The Guardian


The Guardian

by Priya Elan

22 February 2021


As comebacks go, this is probably not the one you’ve been waiting for, but after years of being maligned by most men as more suitable for fancy dress, flared trousers are now being embraced by younger generations, including the likes of Harry Styles.


Flares had their heyday in the 1970s, of course, but now fashion designers such as Gucci, Casablanca, Wales Bonner, Martine Rose and Lemaire have featured the bell-bottomed silhouette in their recent collections. Year-on-year searches for “flares” are up by 43% in the UK and by 33% globally, according to Digital Loft, and on Instagram last week the rapper Travis Scott posed in a pair from Raf Simons’ spring/summer 21 collection while actor Lakeith Stanfield wore a pinstripe pair.

And yet it may still surprise many of us who remember the 70s as the “decade that style forgot”, Prof Andrew Groves from the University of Westminster calls it “a complete cavalcade of good bad taste”.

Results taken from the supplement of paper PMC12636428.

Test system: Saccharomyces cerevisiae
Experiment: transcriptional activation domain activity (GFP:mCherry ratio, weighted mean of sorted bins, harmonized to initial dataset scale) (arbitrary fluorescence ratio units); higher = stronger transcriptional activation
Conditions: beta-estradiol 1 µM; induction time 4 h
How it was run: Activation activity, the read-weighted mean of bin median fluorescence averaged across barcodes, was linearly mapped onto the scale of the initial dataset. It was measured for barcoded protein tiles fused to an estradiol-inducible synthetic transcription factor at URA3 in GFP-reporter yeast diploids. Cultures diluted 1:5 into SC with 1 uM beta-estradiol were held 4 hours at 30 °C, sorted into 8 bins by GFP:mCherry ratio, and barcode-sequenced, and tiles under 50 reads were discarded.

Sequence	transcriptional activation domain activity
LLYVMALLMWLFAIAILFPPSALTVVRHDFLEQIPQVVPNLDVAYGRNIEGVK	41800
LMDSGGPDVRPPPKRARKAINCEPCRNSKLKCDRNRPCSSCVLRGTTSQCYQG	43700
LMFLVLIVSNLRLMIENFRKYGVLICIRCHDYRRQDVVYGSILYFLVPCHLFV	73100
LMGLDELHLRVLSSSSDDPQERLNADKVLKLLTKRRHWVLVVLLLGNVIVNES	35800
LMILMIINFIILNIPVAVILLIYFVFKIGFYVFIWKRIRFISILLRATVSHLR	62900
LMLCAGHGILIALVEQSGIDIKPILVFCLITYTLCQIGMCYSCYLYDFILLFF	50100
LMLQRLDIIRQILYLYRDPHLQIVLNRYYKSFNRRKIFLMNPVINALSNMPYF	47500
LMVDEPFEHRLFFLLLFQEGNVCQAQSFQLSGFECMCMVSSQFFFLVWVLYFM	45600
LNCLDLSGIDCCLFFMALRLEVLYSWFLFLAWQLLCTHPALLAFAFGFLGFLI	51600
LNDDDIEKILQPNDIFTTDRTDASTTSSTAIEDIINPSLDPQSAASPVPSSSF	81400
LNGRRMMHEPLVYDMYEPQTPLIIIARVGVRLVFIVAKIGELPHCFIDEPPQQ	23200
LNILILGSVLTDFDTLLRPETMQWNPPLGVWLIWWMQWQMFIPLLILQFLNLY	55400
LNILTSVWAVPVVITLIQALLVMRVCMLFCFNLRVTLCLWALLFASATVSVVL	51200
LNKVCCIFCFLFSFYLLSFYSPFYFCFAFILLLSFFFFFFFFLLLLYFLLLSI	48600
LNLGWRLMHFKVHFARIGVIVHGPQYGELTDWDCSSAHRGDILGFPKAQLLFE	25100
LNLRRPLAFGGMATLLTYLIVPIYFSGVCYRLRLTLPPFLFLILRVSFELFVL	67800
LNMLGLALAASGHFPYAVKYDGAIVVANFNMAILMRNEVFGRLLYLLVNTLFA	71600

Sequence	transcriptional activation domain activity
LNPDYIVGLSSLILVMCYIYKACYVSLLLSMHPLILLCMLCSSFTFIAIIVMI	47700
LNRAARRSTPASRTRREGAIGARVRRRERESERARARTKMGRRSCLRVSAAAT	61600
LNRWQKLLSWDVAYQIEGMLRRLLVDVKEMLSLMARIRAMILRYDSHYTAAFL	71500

Flares “will always be transgressive”, according to Groves. “(They) are forever worn with invisible quotations marks; they persist as fashion’s most out of fashion garment,” he adds.

But is there a deeper meaning behind their popularity? Could there be a link between the recession and the length of our trousers, a ‘trouser length index’?

“The theory is that in times of economic downturn, such as the 70s, manufacturers pushed maxi dresses and flares to sell more fabric,” says Groves. “Today’s flares are being worn both tight and sexy or loose and baggy, which I think indicates the financial uncertainly we’re all facing.”

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